On September 28th, 2018 the Wall Street Journal published an article dubbed “How Dirty Money Disappears Into the Black Hole of Cryptocurrency”, claiming to have discovered evidence that approximately US$89 million, approx. 76,2 million Euro, in black money had been funnelled through 46 crypto exchanges. Popular exchange ShapeShift is singled-out to have been used for money laundering amounting to US$9 million, or roughly 7,74 million Euro, alone.
The company’s CEO Erik Voorhees has refuted the accusations in a blog post on October 1st, 2018. Voorhees confirms that his company had been working with WSJ’s journalists over the last 5 months, but under “false pretenses” as the article reflects only part of the information which had been exchanged during that time.
Voorhees insits that ShapeShifts continuously complies with all laws and regulations, and deploys AML (anti-money laundering) mechanisms, which use “blockchain forensics that are far more advanced than asking someone for their ‘name and address’.” Furthermore the accused claims that, through the undercover nature of their research WSJ has aided “potential illicit activity” by withholding gathered data “in order to build their story.”
ShapeShift’s response indicates that the research done by the WSJ is poorly done, incomplete, and arrives at many wrong conclusions. According to the blog post the analysis conducted by the reporters exhibits a lack of understanding regarding blockchain technology in general. Thus misinterpreting transactions, which led them to false imputations:
“$600 of suspicious funds were sent to an exchange that wasn’t ShapeShift. Because ShapeShift happens to be a customer of this same exchange — 10 months later in a completely unrelated transaction — the exchange sent funds to ShapeShift. The authors didn’t understand how to properly read the blockchains transactions, so they assumed there was $70k in “dirty money” sent to ShapeShift.”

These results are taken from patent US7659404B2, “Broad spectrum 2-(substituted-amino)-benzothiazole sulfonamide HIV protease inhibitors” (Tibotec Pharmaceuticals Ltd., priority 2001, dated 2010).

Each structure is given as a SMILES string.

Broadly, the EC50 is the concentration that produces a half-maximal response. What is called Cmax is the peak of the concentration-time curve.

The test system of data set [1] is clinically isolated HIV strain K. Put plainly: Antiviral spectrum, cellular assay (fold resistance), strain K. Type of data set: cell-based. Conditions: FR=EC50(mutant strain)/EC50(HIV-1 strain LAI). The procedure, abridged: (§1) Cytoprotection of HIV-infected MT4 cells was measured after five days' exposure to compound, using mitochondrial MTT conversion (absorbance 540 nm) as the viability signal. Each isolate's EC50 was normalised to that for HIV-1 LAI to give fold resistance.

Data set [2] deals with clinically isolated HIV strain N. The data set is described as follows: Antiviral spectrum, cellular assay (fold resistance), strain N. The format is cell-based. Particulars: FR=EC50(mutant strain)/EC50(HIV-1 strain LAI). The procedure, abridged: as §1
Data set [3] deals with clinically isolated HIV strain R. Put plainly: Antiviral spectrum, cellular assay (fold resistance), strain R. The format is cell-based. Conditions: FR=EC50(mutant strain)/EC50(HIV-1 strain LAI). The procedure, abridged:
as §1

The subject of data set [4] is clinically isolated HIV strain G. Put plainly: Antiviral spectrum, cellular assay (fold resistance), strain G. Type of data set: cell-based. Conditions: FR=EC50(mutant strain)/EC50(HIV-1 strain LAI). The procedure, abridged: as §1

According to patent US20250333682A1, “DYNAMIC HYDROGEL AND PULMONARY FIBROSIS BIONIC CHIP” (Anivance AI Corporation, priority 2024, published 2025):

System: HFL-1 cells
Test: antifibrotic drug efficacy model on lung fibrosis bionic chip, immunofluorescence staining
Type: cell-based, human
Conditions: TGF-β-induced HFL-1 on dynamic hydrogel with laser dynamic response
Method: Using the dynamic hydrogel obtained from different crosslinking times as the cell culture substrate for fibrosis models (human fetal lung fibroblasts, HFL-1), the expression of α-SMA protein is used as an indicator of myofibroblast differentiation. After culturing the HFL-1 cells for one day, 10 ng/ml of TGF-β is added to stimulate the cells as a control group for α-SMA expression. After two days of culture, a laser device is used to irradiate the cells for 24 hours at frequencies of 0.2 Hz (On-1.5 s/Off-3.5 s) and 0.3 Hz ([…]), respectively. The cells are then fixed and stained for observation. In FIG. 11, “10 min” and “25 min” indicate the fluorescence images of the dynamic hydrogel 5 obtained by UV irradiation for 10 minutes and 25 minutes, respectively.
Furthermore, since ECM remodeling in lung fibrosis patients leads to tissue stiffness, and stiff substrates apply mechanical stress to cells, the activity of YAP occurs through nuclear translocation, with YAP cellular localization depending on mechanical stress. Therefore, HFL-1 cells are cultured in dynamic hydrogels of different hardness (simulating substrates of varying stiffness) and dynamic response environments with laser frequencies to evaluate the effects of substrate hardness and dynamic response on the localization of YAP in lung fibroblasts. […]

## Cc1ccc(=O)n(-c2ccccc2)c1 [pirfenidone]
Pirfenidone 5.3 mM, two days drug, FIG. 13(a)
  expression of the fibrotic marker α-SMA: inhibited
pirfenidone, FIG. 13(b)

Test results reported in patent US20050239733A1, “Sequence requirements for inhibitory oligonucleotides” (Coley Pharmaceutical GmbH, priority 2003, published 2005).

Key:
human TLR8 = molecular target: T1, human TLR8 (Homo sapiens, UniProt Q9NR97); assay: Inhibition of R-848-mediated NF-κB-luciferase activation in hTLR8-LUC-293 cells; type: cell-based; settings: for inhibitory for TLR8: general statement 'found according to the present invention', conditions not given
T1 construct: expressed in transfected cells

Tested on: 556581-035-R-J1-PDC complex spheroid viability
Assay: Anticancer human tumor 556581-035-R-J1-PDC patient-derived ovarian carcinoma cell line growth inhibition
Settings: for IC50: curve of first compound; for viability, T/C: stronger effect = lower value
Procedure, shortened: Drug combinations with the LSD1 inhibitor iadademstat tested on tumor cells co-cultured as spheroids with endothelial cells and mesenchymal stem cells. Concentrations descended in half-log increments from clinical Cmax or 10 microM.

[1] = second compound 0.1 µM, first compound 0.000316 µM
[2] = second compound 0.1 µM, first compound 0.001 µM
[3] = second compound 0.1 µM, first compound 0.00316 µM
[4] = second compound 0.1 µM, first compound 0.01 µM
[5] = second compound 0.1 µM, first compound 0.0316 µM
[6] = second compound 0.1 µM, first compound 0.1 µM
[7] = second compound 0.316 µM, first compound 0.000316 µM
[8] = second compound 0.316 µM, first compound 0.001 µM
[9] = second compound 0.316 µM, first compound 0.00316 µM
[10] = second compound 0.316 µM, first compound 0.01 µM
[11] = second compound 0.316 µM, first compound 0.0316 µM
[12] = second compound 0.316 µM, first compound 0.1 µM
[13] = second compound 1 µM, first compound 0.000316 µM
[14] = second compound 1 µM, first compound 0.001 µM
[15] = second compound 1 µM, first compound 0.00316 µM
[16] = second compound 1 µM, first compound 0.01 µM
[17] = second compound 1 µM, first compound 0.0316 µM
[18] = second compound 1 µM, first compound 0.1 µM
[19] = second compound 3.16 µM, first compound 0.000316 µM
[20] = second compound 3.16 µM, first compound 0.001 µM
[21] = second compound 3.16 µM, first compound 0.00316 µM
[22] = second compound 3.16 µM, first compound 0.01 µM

Vorhees concludes his resposne by saying that “we are trying to pioneer a new financial system, and we don’t expect to be loved by the proponents of the old.” He continues: “We will push forward, and we’d suggest the WSJ change their title to be more accurate and objective, ‘Less than two tenths of one percent of ShapeShift’s business might be illicit.’”
“But we should not expect the Wall Street Journal to change Wall Street.”
Author’s opinion: Having met charismatic Erik Vorhees in person at the Unchain Convention 2018 in Hamburg, I strongly believe that attacking Voorhees on his home turf, requires a lot more expertise, solid reasoning and airtight evidence, than the WSJ’s reporters seem to be capable of when it comes to the buzzword subject of blockchain.